Abstract

Wedge shaped blocks spillways are an innovative solution that allows spilling over the downstream shoulder of earth and rock-fill dams in a safe way. However, they have been barely used as main spillway due to the lack of practical design criteria. An innovative procedure for computer-aided design of wedge shaped blocks spillways is presented in this paper. It includes the design of the drainage and supporting layer considering its seepage capacity and stability. The leakage flow through the joints between blocks is estimated by means of a numerical model calibrated and validated from experimental results. Stability against sliding of the downstream shoulder or the drainage layer is ensured, considering the properties of the granular material selected by the designer and non-linear resistance laws. The procedure will also suggest the shape of a toe protection.

Keywords: Dam, spillway, ACB, wedge-shaped-block, protections, CFD

Resumen

Los aliviaderos de bloques en forma de cuña son una solución innovadora que permite el vertido sobre el espaldón de presas de escollera y tierras de una manera segura. Sin embargo, apenas se ha utilizado esta tecnología como vertedero principal debido a la falta de unos criterios prácticos de diseño. En este trabajo se presenta un procedimiento innovador para el diseño asistido por ordenador de aliviaderos de bloques en forma de cuña, incluyendo el diseño completo del drenaje considerando su capacidad de evacuación de caudales infiltrados entre bloques y su estabilidad. El caudal infiltrado se estima por medio de un modelo numérico calibrado y validado a partir de resultados experimentales. El procedimiento propone un diseño que garantiza la estabilidad del propio espaldón de la presa ante deslizamiento en masa considerando las propiedades del material de construcción y leyes de filtración no lineales. El procedimiento también permite definir una protección para el pie de presa tipo repié de escollera.

Palabras clave: Presa, aliviadero, ACB, bloque en forma de cuña, protecciones, CFD

1 Introduction

Wedge shaped blocks (WSB) are an innovative solution to protect the downstream shoulder of earth and rock-fill dams and levees against superficial erosion in overtopping scenarios in a cost effective way. The stability of WSB is based on the positive and negative pressure distribution over the block sides, which ensures its stability together with the overlapping of contiguous blocks (Figure 1).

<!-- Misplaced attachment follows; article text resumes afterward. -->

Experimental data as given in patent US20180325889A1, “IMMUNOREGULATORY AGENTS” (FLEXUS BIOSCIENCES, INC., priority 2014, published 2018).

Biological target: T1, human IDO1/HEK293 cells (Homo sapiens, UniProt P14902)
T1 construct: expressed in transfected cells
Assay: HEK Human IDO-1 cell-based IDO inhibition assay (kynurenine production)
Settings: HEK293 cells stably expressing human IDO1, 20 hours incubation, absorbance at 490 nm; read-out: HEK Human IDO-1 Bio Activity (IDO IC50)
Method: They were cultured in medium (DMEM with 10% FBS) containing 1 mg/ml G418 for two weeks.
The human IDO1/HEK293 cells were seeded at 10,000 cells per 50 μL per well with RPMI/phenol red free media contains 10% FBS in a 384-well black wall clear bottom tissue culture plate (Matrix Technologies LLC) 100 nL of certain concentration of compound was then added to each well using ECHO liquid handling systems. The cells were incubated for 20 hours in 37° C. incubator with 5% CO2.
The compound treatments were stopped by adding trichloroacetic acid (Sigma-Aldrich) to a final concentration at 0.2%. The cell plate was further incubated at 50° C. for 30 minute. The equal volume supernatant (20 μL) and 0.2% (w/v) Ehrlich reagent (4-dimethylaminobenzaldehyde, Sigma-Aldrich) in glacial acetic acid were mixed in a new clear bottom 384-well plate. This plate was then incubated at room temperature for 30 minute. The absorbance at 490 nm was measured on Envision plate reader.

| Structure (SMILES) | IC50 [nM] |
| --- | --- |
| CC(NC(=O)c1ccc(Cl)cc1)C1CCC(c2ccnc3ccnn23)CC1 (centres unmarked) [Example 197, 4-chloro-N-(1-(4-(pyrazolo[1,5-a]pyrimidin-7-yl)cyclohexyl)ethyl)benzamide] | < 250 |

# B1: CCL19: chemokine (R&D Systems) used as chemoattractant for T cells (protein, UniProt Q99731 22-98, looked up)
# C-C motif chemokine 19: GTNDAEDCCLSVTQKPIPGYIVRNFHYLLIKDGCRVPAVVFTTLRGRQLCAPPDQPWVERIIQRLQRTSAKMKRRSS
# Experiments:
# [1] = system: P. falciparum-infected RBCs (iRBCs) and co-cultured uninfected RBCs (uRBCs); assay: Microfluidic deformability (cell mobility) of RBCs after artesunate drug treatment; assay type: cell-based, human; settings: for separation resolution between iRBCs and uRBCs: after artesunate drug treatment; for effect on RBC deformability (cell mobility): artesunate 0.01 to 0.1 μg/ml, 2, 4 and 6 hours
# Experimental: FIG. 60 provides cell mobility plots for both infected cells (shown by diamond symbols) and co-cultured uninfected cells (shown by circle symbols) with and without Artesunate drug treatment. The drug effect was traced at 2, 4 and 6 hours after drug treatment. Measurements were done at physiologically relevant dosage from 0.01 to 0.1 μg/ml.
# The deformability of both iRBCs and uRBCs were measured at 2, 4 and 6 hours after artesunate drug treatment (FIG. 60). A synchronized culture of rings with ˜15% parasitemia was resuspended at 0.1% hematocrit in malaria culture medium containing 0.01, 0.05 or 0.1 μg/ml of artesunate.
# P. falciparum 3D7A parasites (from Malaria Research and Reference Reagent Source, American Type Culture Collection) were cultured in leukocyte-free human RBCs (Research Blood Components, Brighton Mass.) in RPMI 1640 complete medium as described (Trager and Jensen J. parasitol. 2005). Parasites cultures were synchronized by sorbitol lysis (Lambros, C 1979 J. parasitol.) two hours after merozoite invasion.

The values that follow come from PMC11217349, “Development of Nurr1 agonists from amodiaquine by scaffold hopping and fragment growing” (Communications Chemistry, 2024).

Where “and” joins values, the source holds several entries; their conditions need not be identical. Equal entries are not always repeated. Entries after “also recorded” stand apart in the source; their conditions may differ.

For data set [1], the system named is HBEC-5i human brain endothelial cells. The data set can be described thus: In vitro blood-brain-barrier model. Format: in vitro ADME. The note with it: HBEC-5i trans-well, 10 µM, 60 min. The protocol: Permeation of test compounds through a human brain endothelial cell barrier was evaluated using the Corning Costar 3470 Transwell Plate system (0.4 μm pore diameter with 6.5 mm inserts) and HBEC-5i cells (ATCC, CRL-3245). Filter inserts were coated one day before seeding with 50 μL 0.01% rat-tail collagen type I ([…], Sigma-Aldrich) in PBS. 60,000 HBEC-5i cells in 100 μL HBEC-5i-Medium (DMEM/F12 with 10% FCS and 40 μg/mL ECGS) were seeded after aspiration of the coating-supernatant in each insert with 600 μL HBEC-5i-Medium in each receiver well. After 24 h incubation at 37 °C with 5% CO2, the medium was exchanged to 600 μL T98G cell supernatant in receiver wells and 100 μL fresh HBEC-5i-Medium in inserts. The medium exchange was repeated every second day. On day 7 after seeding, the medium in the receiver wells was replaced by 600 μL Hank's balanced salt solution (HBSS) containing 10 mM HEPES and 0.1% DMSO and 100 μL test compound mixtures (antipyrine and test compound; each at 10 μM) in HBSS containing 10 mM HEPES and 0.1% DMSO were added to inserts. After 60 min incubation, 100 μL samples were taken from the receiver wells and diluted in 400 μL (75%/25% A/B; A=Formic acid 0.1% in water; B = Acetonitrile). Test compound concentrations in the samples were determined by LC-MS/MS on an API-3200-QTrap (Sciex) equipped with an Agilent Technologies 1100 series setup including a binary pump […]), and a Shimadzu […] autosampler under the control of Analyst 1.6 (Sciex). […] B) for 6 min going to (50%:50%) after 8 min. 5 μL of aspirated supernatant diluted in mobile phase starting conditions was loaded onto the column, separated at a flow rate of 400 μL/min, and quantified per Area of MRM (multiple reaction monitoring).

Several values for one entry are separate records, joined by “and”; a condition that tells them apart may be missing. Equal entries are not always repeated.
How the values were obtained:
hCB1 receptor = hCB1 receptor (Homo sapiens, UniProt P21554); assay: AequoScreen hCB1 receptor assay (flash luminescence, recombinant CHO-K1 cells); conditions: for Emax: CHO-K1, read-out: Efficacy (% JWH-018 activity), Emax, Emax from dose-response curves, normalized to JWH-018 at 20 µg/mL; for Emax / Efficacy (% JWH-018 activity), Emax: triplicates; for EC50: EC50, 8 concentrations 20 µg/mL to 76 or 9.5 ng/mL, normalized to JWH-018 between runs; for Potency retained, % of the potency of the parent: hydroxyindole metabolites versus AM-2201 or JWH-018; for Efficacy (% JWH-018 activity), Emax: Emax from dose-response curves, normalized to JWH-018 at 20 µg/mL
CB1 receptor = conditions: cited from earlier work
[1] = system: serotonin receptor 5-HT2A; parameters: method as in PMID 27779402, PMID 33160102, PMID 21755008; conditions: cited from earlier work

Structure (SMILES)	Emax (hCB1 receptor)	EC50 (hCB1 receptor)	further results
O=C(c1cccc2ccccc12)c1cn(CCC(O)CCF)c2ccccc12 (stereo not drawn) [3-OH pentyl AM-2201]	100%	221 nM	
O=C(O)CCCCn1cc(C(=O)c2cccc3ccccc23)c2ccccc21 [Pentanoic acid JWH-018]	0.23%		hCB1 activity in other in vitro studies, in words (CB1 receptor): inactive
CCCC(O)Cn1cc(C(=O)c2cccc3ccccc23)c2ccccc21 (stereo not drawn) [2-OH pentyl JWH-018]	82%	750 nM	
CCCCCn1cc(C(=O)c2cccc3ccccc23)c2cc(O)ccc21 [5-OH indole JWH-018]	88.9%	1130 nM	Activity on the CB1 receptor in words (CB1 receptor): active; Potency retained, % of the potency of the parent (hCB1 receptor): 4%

This technology was born in the late 60s of the XX century in the former USSR [1]. Further investigations were carried out in the last thirty years in U.K [2], USA [3], Portugal [4] and Spain [5]. Based on these investigations WSB have often been used as a protection against accidental overtopping, but in a limited way as main spillway, due to the lack of a practical procedure to ensure a proper behavior for high discharge rates [6].

WSB are precasted and placed over the downstream shoulder of the dam (Figure 2), one by one without any sealing; therefore leakage toward the shoulder is expected in normal operation. The wedged shape of blocks and the placement of drainage orifices ensure stability against overtopped flows [7].

Draft San Mauro 130090090-image1.png
Draft San Mauro 130090090-image2-c.png


Figure 1. Left: operation scheme of WSB. Right: example of WSB spillway (Barriga dam, Spain).


Draft San Mauro 130090090-image3.png


Figure 2. Left: detail of the construction of WSB protection, note that each block had three drainage orifices. Right: Downstream view of WSB spillway of Barriga Dam.


This paper shows a procedure for computer-aided design of WSB spillways, which ensures the stability against sliding of the downstream dam shoulder with a sloping toe protection. It also allows defining the appropriate thickness of the drainage layer (according to the type of dam), to avoid its saturation.

2 Drainage flow

2.1 Introduction

One of the most important aspects to design WSB spillways is the estimation of the expected leakage flow through the joints between adjacent blocks and the orifices. It depends on three parameters: the slope of the spillway, the overtopping flow and the size of the WSB, which in turn determines the length of joints per surface unit.